Wednesday, May 27, 2015

Adding Lib by Kathryn Elliott (VBT, guest post and GIVEAWAY) Goddess Fish Tours

It is my pleasure to have a guest post from one of the authors from the Wild Rose Press garden, Kathryn Elliott.

ELF:  What was the most difficult thing to overcome on your path to becoming a published author and how did you conquer it?

KE Every writer doubts their ability to capture an audience; it’s natural. The ‘will I sell’ illness is hard to shake, and stubborn to my Irish core it took lunch with my favorite college professor to cure my case of the lit jitters.

“It’s so good to see you, Kathryn. Tell me, what you have been doing the last 20 years?”

“Well, I’m married, have two rambunctious sons and write for several local newspapers.”

Dead silence.


“I have to say, and I mean this with the utmost respect for your life choices, I expected much more from you.”

I’m speechless; an unheard of phenomena.

“You showed great promise. Where is the book you so often spoke of writing? Have you abandoned that dream?”

So, that’s what it feels like to be hit by a bus, I always wondered; nothing like having your role model sum up your professional life as slightly more than adequate. And yet, it was the kick in the rump I needed.

Here’s how my book journey began.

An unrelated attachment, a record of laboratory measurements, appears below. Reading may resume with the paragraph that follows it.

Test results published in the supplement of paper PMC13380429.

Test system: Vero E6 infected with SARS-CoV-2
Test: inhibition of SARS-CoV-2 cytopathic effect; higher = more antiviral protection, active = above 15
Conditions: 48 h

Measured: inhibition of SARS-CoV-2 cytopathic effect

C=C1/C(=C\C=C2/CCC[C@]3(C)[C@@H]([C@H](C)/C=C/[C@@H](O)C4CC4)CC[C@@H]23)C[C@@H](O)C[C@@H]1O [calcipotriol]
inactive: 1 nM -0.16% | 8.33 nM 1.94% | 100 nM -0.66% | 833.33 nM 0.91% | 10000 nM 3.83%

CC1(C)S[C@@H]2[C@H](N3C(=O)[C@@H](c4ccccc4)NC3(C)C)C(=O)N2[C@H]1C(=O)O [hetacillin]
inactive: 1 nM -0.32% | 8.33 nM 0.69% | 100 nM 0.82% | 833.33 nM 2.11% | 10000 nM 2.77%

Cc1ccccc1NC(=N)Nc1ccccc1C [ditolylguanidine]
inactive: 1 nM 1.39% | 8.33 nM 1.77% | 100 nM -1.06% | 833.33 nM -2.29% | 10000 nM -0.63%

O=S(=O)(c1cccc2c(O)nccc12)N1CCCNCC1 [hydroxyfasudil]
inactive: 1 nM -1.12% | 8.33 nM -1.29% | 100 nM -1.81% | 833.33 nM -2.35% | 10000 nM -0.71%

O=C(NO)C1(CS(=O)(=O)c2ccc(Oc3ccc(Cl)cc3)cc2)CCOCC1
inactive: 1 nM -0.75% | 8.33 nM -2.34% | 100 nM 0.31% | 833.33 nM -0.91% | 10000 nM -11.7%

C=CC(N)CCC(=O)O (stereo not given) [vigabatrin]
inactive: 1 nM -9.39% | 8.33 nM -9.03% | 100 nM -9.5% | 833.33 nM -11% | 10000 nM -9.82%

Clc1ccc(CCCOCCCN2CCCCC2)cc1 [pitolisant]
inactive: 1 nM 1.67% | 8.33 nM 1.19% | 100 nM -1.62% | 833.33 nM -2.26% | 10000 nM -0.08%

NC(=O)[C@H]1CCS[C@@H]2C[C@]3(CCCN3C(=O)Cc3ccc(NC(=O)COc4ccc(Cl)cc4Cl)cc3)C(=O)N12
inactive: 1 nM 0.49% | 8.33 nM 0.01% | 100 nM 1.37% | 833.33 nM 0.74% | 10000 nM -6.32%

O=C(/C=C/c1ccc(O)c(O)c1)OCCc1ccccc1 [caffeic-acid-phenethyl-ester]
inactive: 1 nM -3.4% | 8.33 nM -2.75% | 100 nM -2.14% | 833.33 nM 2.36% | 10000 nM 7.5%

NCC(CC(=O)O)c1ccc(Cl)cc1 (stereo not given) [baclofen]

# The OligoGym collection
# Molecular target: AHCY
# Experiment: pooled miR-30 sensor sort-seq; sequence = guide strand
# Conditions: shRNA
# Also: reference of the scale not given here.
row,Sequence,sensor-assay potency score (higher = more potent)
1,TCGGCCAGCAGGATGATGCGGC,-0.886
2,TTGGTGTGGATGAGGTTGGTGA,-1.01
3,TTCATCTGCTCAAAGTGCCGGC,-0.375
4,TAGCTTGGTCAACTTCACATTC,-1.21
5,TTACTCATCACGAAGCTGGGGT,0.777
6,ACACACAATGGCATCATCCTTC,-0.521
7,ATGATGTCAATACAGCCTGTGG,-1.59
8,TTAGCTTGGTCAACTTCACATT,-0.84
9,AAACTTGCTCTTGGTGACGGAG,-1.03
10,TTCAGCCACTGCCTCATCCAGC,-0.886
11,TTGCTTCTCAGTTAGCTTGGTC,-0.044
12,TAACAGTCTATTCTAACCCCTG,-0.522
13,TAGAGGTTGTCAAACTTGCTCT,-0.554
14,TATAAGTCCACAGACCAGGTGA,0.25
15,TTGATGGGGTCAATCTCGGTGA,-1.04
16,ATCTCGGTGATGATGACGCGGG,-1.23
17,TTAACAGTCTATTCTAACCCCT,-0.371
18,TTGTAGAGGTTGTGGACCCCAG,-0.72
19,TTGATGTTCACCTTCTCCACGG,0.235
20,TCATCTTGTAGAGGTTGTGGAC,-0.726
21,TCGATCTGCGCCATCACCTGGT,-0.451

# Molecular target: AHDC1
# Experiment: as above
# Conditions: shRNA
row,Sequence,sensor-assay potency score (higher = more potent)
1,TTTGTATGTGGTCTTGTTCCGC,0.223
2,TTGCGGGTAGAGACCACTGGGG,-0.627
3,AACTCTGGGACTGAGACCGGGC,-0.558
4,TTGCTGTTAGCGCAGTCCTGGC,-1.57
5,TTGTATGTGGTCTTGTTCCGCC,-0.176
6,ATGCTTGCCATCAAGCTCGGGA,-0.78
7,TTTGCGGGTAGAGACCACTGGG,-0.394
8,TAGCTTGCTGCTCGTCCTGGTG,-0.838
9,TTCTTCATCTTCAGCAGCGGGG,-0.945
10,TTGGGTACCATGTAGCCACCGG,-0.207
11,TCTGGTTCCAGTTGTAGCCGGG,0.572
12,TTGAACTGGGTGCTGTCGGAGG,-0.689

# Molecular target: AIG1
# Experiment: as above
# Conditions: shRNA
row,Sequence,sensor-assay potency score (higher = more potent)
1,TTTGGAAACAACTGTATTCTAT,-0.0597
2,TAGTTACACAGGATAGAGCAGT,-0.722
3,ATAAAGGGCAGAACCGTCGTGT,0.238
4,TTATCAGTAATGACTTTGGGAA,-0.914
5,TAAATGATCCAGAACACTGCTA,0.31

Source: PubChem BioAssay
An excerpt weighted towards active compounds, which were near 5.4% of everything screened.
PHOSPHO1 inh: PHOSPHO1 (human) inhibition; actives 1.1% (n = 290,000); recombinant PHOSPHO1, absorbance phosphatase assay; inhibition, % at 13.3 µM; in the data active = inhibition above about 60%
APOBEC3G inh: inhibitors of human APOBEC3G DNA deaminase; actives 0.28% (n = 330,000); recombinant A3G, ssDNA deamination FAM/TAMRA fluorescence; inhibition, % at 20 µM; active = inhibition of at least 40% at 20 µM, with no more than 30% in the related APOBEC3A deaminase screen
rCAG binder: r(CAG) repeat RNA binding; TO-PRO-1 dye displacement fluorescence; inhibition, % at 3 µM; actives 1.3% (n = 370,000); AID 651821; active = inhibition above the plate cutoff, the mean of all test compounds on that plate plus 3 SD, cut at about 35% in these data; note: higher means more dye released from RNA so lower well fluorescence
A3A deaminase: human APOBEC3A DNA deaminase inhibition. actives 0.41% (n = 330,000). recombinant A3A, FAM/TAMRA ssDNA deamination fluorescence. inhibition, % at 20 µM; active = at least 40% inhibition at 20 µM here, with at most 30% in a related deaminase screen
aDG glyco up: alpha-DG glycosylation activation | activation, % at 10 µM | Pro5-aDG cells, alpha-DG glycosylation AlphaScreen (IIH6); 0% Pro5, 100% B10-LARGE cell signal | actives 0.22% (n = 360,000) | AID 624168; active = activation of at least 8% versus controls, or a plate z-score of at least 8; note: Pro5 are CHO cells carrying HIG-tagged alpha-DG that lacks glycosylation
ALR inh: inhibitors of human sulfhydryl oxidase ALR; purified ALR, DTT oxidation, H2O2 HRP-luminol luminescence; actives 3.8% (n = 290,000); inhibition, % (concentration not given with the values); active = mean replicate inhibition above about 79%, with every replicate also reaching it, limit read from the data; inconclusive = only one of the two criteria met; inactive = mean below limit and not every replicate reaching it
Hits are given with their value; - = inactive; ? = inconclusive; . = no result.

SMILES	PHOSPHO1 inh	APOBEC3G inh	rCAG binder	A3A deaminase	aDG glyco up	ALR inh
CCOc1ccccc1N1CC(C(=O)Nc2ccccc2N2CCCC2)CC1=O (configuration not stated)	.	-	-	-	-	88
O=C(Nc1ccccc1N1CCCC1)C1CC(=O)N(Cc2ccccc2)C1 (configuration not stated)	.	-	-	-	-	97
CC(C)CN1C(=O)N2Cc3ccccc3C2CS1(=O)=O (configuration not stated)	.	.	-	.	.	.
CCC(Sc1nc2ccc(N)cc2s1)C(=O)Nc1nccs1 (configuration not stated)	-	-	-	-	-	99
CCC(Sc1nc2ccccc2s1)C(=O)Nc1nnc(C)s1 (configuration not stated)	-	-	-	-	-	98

I talked to people, not email, not text, talked! People, like me, who write for a living. Not just those who dabble, but people who file 1099’s under the category of creative, in other words, poor. Although contracted, I still garner most my income as a freelancer, thus my circle of contacts within the writing realm was decent. Here’s their suggestions.

Lesson One: From my weekly editor: “For the love of God – Blog! I am so sick of you trying to interject humor into the police blotter! Get it out in cyber space and cut down on my red line time! And by the way, I need you to cover the senior art fair, make it sound exciting.”


Lesson Two: From local children’s book author: “Join a writers group. Try and find one more suited for your professional experience. Trust me, there are a lot of them out there full of people pushing their books with absolutely no writing experience and a lot of them still live in their mother’s basement and collect action figures. Choose wisely.”


Lesson Three: From my college professor: “Go back to school; education is a tool only sharp when kept active.”


Lesson Four: From a fellow almost-author: “Be prepared to fail, and fail often; no way to sugar coat it. This is not a career for the weak. Do you drink? If not, start.”

Done. (In spades.)

Lesson Five: From a helpful, but rightfully harsh literary agent: “Get some Beta readers to rip this thing to shreds. I don’t have time for this much work. (An ugly and eye-opening first draft critique after a contest win.) Don’t ask your Mom, sister or anyone who even likes you, in fact, get people who hate you. Do you have people who hate you? Don’t worry, if you write, you will.”

Done. (And may I say, ouch!)

Lesson Six: From my son: “Keep at it Mom, somebody will buy it.” Pause. “Do we have any Oreos?”


Lesson Seven: From the mirror: “Dust off the dream and hit that bucket list running! And buy Oreos.”

Thank you for hosting! I hope Adding Lib brings humor and a tug on the heartstrings!

Adding Lib

by Kathryn Elliott



Libby O'Rourke has a short fuse. Her mother, Mae, carries a big match. Engulfed in the never-ending life-juggling of suburbia, Libby fails to notice Mae's emerging dementia symptoms until a kitchen fire puts the problem on the front burner.